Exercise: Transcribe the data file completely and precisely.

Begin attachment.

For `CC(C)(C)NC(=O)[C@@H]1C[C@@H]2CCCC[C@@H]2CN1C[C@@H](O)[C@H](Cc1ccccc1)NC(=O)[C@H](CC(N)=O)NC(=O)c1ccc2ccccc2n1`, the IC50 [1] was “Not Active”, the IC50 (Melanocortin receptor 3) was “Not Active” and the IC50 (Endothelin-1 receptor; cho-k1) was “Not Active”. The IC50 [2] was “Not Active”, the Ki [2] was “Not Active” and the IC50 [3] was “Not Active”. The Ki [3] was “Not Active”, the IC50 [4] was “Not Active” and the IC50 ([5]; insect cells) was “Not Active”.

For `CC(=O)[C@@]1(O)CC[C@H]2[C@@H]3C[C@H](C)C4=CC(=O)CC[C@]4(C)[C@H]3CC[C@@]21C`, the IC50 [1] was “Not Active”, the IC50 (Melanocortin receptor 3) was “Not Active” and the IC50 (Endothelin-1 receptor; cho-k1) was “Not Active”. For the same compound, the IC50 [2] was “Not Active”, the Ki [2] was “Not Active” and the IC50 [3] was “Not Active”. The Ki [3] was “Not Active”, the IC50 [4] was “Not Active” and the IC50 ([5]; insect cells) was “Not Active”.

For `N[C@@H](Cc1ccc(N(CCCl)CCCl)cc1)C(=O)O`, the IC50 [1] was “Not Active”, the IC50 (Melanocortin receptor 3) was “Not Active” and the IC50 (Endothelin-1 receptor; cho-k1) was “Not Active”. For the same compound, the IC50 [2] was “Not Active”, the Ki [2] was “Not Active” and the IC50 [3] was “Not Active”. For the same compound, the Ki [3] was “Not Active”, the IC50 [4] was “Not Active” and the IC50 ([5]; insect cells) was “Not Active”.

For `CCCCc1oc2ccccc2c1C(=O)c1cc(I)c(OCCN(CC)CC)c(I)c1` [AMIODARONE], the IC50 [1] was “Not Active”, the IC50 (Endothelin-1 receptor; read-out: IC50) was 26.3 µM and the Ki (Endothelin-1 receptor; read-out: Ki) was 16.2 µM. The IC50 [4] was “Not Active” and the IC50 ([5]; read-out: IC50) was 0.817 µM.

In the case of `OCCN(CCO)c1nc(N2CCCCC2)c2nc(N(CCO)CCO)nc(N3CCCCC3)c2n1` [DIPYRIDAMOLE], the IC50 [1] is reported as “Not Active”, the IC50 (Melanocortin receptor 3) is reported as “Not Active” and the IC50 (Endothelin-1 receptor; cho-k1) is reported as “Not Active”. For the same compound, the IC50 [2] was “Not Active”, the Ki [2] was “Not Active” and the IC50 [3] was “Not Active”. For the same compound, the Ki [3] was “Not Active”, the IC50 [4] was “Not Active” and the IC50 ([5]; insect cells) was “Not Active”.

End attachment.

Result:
For `CC(C)(C)NC(=O)[C@@H]1C[C@@H]2CCCC[C@@H]2CN1C[C@@H](O)[C@H](Cc1ccccc1)NC(=O)[C@H](CC(N)=O)NC(=O)c1ccc2ccccc2n1`, the IC50 [1] was “Not Active”, the IC50 (Melanocortin receptor 3) was “Not Active” and the IC50 (Endothelin-1 receptor; cho-k1) was “Not Active”. The IC50 [2] was “Not Active”, the Ki [2] was “Not Active” and the IC50 [3] was “Not Active”. The Ki [3] was “Not Active”, the IC50 [4] was “Not Active” and the IC50 ([5]; insect cells) was “Not Active”.

For `CC(=O)[C@@]1(O)CC[C@H]2[C@@H]3C[C@H](C)C4=CC(=O)CC[C@]4(C)[C@H]3CC[C@@]21C`, the IC50 [1] was “Not Active”, the IC50 (Melanocortin receptor 3) was “Not Active” and the IC50 (Endothelin-1 receptor; cho-k1) was “Not Active”. For the same compound, the IC50 [2] was “Not Active”, the Ki [2] was “Not Active” and the IC50 [3] was “Not Active”. The Ki [3] was “Not Active”, the IC50 [4] was “Not Active” and the IC50 ([5]; insect cells) was “Not Active”.

For `N[C@@H](Cc1ccc(N(CCCl)CCCl)cc1)C(=O)O`, the IC50 [1] was “Not Active”, the IC50 (Melanocortin receptor 3) was “Not Active” and the IC50 (Endothelin-1 receptor; cho-k1) was “Not Active”. For the same compound, the IC50 [2] was “Not Active”, the Ki [2] was “Not Active” and the IC50 [3] was “Not Active”. For the same compound, the Ki [3] was “Not Active”, the IC50 [4] was “Not Active” and the IC50 ([5]; insect cells) was “Not Active”.

For `CCCCc1oc2ccccc2c1C(=O)c1cc(I)c(OCCN(CC)CC)c(I)c1` [AMIODARONE], the IC50 [1] was “Not Active”, the IC50 (Endothelin-1 receptor; read-out: IC50) was 26.3 µM and the Ki (Endothelin-1 receptor; read-out: Ki) was 16.2 µM. The IC50 [4] was “Not Active” and the IC50 ([5]; read-out: IC50) was 0.817 µM.

In the case of `OCCN(CCO)c1nc(N2CCCCC2)c2nc(N(CCO)CCO)nc(N3CCCCC3)c2n1` [DIPYRIDAMOLE], the IC50 [1] is reported as “Not Active”, the IC50 (Melanocortin receptor 3) is reported as “Not Active” and the IC50 (Endothelin-1 receptor; cho-k1) is reported as “Not Active”. For the same compound, the IC50 [2] was “Not Active”, the Ki [2] was “Not Active” and the IC50 [3] was “Not Active”. For the same compound, the Ki [3] was “Not Active”, the IC50 [4] was “Not Active” and the IC50 ([5]; insect cells) was “Not Active”.